The experienced staff behind the Butler Library Circulation desk are your most valuable resource: “We want to be an access point for people who need help” finding materials in the Libraries, says team member Jennifer Loubriel.
Jeremiah Trinidad-Christensen, who heads the Libraries’ Research Data Services group, engages with Columbia students and faculty on the cutting edge of their disciplines, challenging, inspiring, and surprising him in their varied approaches to research.
The Libraries are an inclusive “hub” of interdisciplinary activity, according to Marii Nyrop, who often collaborates across fields of study as a developer on the Digital Library & Scholarly Technologies team.
Kimberly Springer, curator of the Rare Book & Manuscript Library’s expansive oral history collections, commemorates past and present events, crafting a meaningful collection of diverse voices for future scholars.
“My name is Janina Marquordt and I work in technical services, which includes a wide range of tasks and a whole lot of expertise in different areas in order to make materials available through the Libraries. I love being part of that extensive process. Also, as an immigrant, I love learning about different languages and cultures and the diverse backgrounds of other members of this community.”
“My name is Emily Holmes and my expertise extends to all areas of library preservation, with an emphasis on reformatting and digitizing the Libraries’ collections. My favorite part of my career is being able to make Columbia’s world-renowned collections available to people all over the world through digitization and preservation. I also value the opportunity to teach preservation to the next generation of librarians.”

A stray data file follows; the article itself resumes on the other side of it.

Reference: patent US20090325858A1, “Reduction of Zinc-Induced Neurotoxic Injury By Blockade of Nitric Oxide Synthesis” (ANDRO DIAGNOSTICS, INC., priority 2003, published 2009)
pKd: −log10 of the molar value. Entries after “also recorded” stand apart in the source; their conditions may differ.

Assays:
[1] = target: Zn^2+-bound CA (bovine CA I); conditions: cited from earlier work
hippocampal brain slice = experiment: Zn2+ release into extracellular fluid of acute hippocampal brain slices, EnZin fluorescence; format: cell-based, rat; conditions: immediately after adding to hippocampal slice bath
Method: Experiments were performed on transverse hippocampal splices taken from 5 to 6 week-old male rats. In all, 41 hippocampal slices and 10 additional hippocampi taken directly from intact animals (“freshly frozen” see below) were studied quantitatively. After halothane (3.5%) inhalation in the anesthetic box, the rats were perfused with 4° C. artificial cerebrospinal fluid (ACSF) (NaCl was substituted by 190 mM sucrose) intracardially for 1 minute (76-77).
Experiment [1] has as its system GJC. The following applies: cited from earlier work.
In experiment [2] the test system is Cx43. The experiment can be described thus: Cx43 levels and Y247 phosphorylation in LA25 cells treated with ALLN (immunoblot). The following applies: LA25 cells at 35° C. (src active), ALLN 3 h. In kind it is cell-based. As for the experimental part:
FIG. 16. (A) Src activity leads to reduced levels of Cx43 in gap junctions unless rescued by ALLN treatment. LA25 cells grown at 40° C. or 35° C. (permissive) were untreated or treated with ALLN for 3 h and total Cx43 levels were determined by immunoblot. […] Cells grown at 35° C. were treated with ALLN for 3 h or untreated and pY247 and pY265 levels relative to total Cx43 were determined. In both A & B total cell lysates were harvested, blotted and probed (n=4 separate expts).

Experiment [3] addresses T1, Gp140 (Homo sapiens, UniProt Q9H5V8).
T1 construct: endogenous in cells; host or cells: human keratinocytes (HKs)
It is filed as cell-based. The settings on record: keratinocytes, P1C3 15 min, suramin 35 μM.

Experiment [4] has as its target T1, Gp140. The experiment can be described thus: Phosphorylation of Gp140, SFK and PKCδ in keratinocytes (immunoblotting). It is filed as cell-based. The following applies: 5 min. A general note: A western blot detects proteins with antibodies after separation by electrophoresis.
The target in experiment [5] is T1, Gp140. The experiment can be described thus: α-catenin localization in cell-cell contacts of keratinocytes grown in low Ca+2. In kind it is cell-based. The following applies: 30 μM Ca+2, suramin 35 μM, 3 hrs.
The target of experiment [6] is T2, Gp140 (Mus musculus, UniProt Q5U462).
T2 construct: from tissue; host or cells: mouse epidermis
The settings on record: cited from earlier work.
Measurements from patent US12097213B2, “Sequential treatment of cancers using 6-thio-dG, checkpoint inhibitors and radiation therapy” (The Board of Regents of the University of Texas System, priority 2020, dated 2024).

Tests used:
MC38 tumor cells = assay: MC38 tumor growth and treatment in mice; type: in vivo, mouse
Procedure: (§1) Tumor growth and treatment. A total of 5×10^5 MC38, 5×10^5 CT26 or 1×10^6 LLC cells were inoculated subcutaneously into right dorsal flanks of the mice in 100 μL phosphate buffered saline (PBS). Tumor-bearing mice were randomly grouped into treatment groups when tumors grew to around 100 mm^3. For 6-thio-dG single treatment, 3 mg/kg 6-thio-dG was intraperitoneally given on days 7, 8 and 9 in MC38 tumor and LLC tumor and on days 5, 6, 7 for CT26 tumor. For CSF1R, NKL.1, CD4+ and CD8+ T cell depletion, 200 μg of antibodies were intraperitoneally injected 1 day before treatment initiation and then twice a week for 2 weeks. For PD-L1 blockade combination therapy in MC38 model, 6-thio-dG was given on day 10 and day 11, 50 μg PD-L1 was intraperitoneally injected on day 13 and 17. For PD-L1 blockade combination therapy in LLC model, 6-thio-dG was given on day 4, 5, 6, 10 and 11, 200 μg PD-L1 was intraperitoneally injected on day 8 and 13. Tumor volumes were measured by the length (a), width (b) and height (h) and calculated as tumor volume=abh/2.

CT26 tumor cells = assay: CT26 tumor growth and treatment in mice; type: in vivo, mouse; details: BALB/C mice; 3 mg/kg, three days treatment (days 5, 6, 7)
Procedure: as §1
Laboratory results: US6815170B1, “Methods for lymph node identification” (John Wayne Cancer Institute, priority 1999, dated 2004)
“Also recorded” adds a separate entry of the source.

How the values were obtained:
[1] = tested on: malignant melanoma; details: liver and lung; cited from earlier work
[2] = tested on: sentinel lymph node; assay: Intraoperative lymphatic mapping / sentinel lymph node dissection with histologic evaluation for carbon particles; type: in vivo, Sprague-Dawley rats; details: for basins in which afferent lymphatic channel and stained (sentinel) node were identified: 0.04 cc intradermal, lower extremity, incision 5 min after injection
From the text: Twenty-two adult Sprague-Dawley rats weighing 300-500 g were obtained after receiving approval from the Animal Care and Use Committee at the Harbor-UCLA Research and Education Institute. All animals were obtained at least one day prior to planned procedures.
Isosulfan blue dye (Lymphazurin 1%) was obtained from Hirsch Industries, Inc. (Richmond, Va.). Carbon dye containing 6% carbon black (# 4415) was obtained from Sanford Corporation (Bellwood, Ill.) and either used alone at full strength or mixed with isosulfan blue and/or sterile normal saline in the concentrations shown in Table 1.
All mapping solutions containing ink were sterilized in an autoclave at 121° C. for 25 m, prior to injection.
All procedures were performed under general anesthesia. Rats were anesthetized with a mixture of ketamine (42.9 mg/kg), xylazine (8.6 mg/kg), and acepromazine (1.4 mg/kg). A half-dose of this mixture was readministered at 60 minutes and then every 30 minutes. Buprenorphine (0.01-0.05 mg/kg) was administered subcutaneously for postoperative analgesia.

“I’m Breck Witte and as Director of Library IT, I’m privileged to lead a team of dedicated and resourceful professionals who provide a range of computing services to the University community. From workstations in our digital centers and other public spaces to CLIO, Borrow Direct, ReCAP discovery to delivery, and related services, our focus is on facilitating discovery and speeding delivery and fulfillment in support of research, teaching, and learning. My favorite part of my job is finding innovative ways to knit together disparate systems to provide as seamless a user experience as possible.”
“I’m Yingwen Huang and I arrange and describe archival collections in the Rare Book & Manuscript Library, specifically historical manuscripts and documents in the Chinese language. My interests include East Asian languages, history, and culture. My favorite part of my job is making our collections more accessible to everyone and assisting researchers from all over the world in learning more about our collections and utilizing them.”
“My name is Gustavo Martinez and I work in the Library Information Office in Butler Library where I create alumni cards, take care of overdue fines, assist visitors or scholars in gaining access to the Libraries, and other tasks. My favorite parts of my job are the many people I meet throughout the day and helping them navigate the elaborate library system at Columbia. Everyone that comes into the office has an interesting story to tell and makes it an enjoyable experience to be a part of the Libraries.”